Why does SEO take so long?

Unlike other forms of marketing such as paid advertising (Facebook Ads, Google Adwords etc) where the impact can be immediate, SEO is a little different. SEO is a long term form of marketing where the returns initially might be low but over time, can become incredibly profitable. The problem is, many business owners expect results quickly, which usually results in stop starting between numerous agencies, getting poor results, wasting time, losing money and becoming incredibly frustrated.

I often refer to SEO being much like the stock market. You make money by investing long term, being patient, and monitoring trends, not daily shifts.

Seeing it visually

The chart below represents a client who stuck it out, was patient and played the long game. He went from $3,500 pm in revenue to $72,000 pm over a 3 year period. In that time he invested approximately $100,000, but is now seeing a $800,000+ return each year (often more)

Do all campaigns take that long?

Time frames vary greatly between campaigns. Of course not all campaigns take this long, however this can be fairly typical. Some campaigns move quicker, some slower, it really depends on the industry you’re working in, how competitive it is and of course, whose performing the actual work. In most cases, the best performing campaigns can take anywhere between 180 hours to 500+ hours – (this is measured at 15 hours worth of work being performed each month)

This is why I refuse to work with people enquiring about SEO who intend on cancelling if they don’t “see results” in 3 months (which is actually only 45 hours)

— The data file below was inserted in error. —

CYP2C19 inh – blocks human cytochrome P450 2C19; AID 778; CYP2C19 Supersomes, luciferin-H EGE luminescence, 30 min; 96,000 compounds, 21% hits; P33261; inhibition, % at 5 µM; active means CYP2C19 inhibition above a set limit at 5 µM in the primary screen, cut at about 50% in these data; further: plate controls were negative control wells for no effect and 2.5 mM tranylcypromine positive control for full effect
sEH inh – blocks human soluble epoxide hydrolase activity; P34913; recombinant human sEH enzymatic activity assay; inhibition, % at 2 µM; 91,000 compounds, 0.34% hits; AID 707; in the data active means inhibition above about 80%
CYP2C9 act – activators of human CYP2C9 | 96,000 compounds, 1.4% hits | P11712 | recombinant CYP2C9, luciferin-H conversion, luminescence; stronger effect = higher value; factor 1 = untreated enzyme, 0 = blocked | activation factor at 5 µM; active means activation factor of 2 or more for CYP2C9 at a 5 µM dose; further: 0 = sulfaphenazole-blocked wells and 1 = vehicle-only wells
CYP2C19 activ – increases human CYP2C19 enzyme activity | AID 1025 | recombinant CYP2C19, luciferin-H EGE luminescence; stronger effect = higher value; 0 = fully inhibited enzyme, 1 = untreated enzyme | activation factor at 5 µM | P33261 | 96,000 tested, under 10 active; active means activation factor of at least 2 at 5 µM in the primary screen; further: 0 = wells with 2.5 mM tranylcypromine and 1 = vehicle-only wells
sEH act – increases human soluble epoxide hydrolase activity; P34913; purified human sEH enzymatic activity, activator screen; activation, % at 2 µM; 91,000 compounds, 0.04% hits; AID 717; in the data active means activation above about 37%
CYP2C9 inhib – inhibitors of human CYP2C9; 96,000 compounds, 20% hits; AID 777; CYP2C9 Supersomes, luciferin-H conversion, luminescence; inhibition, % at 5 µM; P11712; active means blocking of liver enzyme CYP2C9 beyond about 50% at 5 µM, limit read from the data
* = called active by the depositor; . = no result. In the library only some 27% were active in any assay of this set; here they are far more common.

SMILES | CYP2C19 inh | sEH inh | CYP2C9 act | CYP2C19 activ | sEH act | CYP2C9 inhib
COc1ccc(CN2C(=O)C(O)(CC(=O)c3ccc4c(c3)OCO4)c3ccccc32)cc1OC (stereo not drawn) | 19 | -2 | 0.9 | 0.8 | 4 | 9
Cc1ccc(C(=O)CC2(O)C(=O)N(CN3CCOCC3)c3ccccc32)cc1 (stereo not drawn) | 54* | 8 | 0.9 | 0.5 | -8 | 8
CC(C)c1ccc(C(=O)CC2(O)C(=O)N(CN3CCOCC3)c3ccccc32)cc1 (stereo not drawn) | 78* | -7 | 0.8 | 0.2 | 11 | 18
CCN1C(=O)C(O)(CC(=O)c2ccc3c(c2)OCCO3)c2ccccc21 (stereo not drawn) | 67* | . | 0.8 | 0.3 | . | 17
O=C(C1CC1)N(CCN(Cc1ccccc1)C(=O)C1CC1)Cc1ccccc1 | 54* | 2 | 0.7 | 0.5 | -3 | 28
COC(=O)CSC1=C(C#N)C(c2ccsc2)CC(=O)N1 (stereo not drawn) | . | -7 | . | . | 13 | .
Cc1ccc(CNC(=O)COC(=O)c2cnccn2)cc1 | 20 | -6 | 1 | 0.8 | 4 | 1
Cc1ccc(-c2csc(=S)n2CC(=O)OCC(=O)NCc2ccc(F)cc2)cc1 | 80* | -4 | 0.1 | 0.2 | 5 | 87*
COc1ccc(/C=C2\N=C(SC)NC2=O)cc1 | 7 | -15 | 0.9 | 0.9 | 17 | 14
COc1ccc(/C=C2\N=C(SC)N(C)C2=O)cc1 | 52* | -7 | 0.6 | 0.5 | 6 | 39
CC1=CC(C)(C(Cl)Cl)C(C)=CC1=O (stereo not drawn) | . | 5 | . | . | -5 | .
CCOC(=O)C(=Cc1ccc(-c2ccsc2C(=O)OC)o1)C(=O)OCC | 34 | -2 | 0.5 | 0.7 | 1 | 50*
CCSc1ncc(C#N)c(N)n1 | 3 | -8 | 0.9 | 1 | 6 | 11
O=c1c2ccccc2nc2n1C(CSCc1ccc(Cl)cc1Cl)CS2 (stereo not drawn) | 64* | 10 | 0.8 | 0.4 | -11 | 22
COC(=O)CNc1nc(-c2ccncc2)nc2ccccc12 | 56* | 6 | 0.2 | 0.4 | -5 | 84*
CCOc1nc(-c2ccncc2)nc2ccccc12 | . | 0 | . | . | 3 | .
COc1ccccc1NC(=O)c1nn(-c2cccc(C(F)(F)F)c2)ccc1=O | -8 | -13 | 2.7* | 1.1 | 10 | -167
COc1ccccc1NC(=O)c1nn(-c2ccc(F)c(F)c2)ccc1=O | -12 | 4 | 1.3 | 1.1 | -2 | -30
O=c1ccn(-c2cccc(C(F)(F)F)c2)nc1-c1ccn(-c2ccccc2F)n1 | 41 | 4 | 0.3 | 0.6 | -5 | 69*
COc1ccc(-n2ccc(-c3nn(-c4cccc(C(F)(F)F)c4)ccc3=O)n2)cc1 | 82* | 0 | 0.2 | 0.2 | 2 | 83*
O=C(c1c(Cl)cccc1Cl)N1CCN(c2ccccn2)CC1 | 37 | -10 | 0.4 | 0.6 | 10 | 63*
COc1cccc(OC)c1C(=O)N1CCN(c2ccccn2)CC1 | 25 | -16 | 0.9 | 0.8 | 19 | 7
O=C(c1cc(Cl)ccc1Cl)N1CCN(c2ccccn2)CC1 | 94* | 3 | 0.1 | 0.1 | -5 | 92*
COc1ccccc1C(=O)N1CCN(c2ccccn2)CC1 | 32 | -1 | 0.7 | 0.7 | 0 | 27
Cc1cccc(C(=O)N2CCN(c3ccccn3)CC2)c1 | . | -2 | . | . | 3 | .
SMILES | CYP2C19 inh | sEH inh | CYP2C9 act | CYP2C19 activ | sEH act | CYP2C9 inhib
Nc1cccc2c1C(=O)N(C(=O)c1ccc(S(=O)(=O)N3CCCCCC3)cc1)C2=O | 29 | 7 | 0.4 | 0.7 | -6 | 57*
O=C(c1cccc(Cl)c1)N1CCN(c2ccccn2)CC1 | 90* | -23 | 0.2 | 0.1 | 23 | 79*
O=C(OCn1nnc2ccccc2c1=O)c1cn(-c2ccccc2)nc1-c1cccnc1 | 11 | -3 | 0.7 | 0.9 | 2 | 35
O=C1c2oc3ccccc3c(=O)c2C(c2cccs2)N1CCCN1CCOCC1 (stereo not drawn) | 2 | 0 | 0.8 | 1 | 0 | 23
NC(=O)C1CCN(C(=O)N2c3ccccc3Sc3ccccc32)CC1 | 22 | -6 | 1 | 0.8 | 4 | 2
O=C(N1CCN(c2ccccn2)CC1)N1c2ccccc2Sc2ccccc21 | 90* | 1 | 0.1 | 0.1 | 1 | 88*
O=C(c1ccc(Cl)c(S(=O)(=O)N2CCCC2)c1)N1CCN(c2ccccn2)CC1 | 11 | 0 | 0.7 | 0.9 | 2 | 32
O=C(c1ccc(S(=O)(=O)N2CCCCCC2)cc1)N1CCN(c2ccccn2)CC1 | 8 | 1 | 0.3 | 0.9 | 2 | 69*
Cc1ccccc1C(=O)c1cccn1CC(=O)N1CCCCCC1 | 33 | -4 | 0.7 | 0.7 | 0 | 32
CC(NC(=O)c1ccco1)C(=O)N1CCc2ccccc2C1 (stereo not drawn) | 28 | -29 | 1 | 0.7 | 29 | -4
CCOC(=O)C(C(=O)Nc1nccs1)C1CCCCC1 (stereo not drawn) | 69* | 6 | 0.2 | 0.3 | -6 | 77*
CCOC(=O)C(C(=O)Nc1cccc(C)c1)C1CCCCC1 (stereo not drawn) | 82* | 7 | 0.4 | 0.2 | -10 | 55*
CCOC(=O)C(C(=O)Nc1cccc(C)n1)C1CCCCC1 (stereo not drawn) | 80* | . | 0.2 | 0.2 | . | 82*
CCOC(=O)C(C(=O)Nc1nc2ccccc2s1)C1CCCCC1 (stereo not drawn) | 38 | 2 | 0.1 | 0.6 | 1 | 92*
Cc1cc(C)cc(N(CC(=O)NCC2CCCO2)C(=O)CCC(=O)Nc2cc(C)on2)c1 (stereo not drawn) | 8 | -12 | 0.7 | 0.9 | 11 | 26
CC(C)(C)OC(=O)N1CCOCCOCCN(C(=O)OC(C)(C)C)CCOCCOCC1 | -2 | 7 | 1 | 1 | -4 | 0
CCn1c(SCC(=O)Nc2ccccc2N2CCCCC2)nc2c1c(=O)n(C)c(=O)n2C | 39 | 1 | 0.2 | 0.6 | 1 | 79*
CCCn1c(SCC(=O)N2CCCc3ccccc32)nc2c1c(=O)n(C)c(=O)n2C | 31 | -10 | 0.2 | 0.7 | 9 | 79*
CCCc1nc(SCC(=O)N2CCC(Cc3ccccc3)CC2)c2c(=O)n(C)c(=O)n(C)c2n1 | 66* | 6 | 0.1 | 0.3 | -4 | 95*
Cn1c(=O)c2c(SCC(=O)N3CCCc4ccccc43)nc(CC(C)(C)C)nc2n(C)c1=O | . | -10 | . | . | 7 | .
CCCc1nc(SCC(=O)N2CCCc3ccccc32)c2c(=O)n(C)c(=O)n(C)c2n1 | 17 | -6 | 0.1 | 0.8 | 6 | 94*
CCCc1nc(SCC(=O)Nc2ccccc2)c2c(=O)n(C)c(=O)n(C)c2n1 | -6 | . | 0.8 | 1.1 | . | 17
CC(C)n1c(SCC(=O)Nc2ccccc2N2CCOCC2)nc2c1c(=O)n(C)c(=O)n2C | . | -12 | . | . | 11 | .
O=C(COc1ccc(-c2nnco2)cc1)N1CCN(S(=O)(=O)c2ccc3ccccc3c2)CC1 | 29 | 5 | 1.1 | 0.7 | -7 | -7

Factors that influence time frames

Not all SEO campaigns are the same. Every campaign usually comes with its own challenges, which can influence how long it might take for you to see a return. Here are just a few of the most common ones –

  • How competitive your industry is – A highly competitive industry usually means that your campaign will take significantly longer. For eg, a mortgage broker competing with big brands such as Aussie Home Loans for instance is going to take much longer than a local florist selling flowers. Highly competitive industries will mean you may be competing with well established companies that have already spent years investing tens of thousands of dollars in SEO
  • The amount of quality content you’ve published – Poor content, or a complete lack of it will mean your campaign is likely to take much longer, as opposed to business owners that have been highly proactive in terms of creating quality content consistently over a longer period of time. Content is an essential part of a successful campaign, and having to start from scratch, or reposition your content marketing efforts is likely to mean, investing more time.
  • The current state of your website – A broken site, or a poorly optimised site will take longer as there’s more corrective work involved. This might mean having to restructure the website, improve the calls to action, redo content, or remove toxic links.
  • Damage performed by previous SEO agencies – This is definitely something I see a lot. Sites where business owners have “tried” cheap SEO only to realise its made things worse. When this is the case, time is wasted having to clean up toxic links, fix or remove rubbish content, restructure the site or start all over again from scratch.